With Triangle of Sadness, family disruption is not the heart of the matter. There’s a broadening of concerns here. It starts with Carl (Harris Dickinson), an emerging male model and his relationship with Yaya (Charlbi Dean), a more established and successful model as they navigate the trials and tribulations of switched gender roles – modeling is apparently one of the few positions where women make far more than men. But just when we think Östlund is swimming in Force Majeure’s murky waters, the narrative expertly upends our expectations in darkly comic ways.
Triangle of Sadness wants to reshape our conception of community and society. What defines how we treat one another based on perceived worth and social order? Always one for sly wit, Östlund subverts himself with broad hijinks involving bodily fluids that cross over, in the most extreme moments, from humor to something close to horror, and at that point we’re only partway through the proceedings.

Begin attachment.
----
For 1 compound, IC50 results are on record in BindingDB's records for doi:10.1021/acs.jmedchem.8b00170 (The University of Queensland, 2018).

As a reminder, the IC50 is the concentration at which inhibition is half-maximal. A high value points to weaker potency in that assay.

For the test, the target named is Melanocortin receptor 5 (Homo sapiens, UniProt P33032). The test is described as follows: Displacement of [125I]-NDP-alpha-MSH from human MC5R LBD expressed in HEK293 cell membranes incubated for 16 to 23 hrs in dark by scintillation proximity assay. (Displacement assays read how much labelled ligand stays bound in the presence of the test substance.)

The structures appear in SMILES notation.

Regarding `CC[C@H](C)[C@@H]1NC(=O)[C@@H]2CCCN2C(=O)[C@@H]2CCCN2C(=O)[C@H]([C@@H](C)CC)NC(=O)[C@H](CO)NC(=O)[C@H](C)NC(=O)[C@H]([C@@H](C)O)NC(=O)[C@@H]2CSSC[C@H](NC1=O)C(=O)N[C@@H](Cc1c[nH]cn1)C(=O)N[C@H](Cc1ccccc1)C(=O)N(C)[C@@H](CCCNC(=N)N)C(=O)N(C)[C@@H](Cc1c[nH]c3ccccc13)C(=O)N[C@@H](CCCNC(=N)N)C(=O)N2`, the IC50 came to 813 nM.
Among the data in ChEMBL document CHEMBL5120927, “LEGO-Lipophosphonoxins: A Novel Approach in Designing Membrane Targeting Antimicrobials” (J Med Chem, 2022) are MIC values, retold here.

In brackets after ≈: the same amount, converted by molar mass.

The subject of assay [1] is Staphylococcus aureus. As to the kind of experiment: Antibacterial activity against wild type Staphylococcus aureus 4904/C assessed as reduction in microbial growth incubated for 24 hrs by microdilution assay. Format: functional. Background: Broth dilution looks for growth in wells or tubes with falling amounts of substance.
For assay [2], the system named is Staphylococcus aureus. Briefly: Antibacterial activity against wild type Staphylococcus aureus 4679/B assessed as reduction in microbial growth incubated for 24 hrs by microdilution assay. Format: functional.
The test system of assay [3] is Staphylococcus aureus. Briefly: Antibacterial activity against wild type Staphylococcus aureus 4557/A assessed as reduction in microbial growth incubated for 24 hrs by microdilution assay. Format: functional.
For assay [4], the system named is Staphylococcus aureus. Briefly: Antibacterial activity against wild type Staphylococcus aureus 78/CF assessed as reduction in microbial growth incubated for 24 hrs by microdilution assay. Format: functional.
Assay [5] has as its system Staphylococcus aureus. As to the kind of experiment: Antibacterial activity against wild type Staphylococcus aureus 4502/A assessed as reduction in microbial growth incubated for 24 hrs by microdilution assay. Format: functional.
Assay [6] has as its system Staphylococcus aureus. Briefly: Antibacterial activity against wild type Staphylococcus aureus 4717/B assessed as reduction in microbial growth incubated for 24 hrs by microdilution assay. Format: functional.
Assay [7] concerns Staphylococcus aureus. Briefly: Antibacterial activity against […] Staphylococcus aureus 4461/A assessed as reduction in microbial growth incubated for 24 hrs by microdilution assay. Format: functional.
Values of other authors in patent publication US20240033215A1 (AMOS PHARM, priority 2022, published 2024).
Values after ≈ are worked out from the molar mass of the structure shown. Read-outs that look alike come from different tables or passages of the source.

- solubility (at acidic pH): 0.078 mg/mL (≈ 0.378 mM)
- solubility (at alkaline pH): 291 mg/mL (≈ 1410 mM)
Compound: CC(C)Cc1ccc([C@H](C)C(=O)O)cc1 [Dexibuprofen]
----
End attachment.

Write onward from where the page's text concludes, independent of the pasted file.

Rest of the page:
I know full-well that this brief breakdown is a tantalizing teaser. I can’t wait until the film’s eventual release to wade into its gross waters more thoroughly, but I will say what’s going on here feels like the surreal marriage of M. Night Shyamalan and Jordan Peele if they conceived of a baby film idea and shot it on a Marxist soundstage with Woody Harrelson as the production’s nanny.
The families we sometimes create for ourselves take center stage in South Korean writer-director Hirokazu Koreeda’s Broker featuring Parasite’s Song Kang-ho as the de facto leader of an illegal baby trafficking scheme. Within the world of Broker, women who have babies they don’t want to keep can anonymously drop them off at boxes (think library depository boxes/chutes). From there, the children get transferred to orphanages where they may be eligible for adoption. If the child is left with a note stating that the mother will come back, the child ends up in a state of limbo that can last until they reach adulthood.